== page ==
MAC Viper Profile
The MAC Viper Profile is a new breed of high-output profile luminaire with an exceptional feature set, superior light quality and a highly efficient optical system. It outperforms all market-leading profiles in the 1200-watt range and is even an alternative to 1500-watt fixtures. The Viper Profile is not only brighter, it is also a faster and more compact solution. With its 1000-watt HID source, the Viper consumes less power, making it over 50% more efficient than its 1200-watt rivals.
- 26000 Lumens ? Excellent light quality with a very flat and uniform field and 6000K color temperature
- 1:4 zoom ? Fast zoom with auto-linked focus
- Large aperture front lens ? The 140 mm front lens exceeds the size of any other fixture in this segment for just the right fat beam look
- 2 x 5-slot rotating gobo wheels - All glass gobos with optimal focal separation for superior morphing effects
- FX wheel ? Patent-pending FX wheel provides an additional 4 fixed gobos and 135° animation effect
- CMY ? Vibrant color mixing with a superior palette of colors including true reds, rich ambers, primary green and deep blues
- 8-slot color wheel ? Static colors and correction filters for added color choice and bump effects
- Linear CTO ? Daylight to tungsten CCT control and expansion of the CMY palette
- Dimmer and shutter - Combined dimmer/shutter system with intensity effects, instant blackout/open and smooth fades
- Iris ? Fast and tight iris with adjustable dynamic effects
- Strobe ? Diverse strobe effects using mechanical or electronic control or in combination
- Soft frost ? A light frost leaves gobo artwork visible with a beautiful soft edge. Includes a linear focus blurring option
- 4-facet prism ? Real beam separation with rotation and index control for dynamic effects and accurate tiling
Used Martin Professional
Martin Professional is a Danish manufacturer and distributor of stage and architectural lighting and effects fixtures. It is owned by Harman International Industries, a subsidiary of Samsung Electronics. The company is based in Aarhus, Denmark.
The history of Martin began in 1978 when founder Peter Johansen realized how to make a smoke generator from a coffee maker. The company was founded in Aarhus in 1986 and began producing primarily fog machines and a small selection of disco lights in 1987. Its name was acquired through cooperation with a French smoke machine company.
In 1993 Martin established Mach, an audio unit.
In 1994 the revenue exceeded 100 million Danish kroner and in 1995 the company was listed on the Copenhagen Stock Exchange raising a net value of 85.5 million Danish kroner.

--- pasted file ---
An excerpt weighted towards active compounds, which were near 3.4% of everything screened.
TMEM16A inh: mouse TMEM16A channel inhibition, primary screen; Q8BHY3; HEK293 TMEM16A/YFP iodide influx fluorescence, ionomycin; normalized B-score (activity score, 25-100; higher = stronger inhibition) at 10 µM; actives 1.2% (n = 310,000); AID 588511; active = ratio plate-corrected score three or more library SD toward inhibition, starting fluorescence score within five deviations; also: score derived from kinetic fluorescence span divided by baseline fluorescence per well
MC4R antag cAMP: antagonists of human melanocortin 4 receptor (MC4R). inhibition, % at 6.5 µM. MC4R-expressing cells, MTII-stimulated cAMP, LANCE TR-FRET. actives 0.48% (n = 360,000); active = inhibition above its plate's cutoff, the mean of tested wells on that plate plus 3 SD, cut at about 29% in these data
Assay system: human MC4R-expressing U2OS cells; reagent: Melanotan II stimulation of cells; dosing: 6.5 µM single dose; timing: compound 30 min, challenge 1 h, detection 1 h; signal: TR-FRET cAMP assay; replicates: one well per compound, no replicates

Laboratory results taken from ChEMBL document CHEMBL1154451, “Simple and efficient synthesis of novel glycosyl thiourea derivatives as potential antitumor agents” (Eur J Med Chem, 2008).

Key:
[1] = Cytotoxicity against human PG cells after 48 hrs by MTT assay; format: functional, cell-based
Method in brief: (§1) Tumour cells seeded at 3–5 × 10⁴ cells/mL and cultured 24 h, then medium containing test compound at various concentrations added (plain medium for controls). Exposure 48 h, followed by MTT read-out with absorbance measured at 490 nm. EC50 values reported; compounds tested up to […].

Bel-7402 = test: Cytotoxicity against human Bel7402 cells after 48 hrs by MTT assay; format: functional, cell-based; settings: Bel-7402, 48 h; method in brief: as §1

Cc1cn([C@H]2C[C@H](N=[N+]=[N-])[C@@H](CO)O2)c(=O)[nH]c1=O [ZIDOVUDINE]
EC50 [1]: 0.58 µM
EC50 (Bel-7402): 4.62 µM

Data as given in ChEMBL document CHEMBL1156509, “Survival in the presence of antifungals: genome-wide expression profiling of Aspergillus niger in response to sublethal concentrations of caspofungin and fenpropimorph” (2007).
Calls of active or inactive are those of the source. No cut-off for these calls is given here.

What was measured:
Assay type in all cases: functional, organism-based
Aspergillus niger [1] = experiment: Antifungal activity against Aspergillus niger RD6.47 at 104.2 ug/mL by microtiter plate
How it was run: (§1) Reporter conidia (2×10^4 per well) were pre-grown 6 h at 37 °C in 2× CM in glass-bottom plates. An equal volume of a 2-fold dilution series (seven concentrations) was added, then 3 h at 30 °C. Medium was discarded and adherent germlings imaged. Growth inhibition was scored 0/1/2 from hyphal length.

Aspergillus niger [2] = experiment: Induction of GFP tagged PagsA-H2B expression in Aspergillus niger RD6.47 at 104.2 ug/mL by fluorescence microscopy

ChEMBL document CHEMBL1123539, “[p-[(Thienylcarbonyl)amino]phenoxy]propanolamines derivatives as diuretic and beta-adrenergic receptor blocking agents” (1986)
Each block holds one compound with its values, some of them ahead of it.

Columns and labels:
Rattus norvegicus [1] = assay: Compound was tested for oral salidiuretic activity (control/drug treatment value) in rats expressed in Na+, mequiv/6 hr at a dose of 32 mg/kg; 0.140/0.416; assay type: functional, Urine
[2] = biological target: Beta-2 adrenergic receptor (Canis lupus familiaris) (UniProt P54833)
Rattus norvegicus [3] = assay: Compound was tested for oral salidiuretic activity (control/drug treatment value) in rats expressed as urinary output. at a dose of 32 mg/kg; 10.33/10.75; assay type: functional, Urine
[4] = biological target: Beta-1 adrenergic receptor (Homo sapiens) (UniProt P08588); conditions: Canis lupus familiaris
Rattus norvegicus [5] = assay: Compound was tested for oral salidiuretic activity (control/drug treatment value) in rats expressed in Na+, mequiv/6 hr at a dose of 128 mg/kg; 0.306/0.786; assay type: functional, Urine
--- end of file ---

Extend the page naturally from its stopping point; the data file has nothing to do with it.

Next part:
In 1999, Danish industrial firm Schouw & Co. purchased a 60 percent stake in the company.
By 2001, Schouw had fully acquired Martin and delisted it from the stock exchange.
Martin expanded production in 2002 through a new 11.500 square meter factory in Frederikshavn and a year later the company began outsourcing production to China at a factory in Zhuhai.
In 2006 Mach Audio was phased out.
Martin enjoyed continued growth until 2008 but was hit hard by the financial crisis and reported a loss of more than 200 million Danish kroner in 2009 and had layoffs of 130 employees at their production sites in Frederikshavn.
Continued innovation especially within LED technology has helped the company through the crisis and resulted in several product awards.
In 2010 the Confederation of Danish Industries awarded with its annual product price for the MAC 350 Entour LED based automated lighting fixture.
The LED technology used in the product was a result of a three-year collaboration with Aalborg University. Furthermore, the MAC Aura luminaire and MAC Viper Profile won the PLASA award for innovation in 2011 and 2012 respectively.
Martin started moving its production back to Denmark in the first half of 2012 their factory in Frederikshavn with 26 new employees. The move was made possible by a reduced labor demand in Martins new production lines.
Under Harman In 2013 Harman International Industries completed the acquisition of Martin from Schouw. The acquisition did not include the two factories in Frederikshavn, but included an agreement to rent the buildings from Schouw. The acquisition led to the release of the Mach brand which was sold to a cooperation of Canadian and Hong Kong investors. They relaunched the brand under its own company.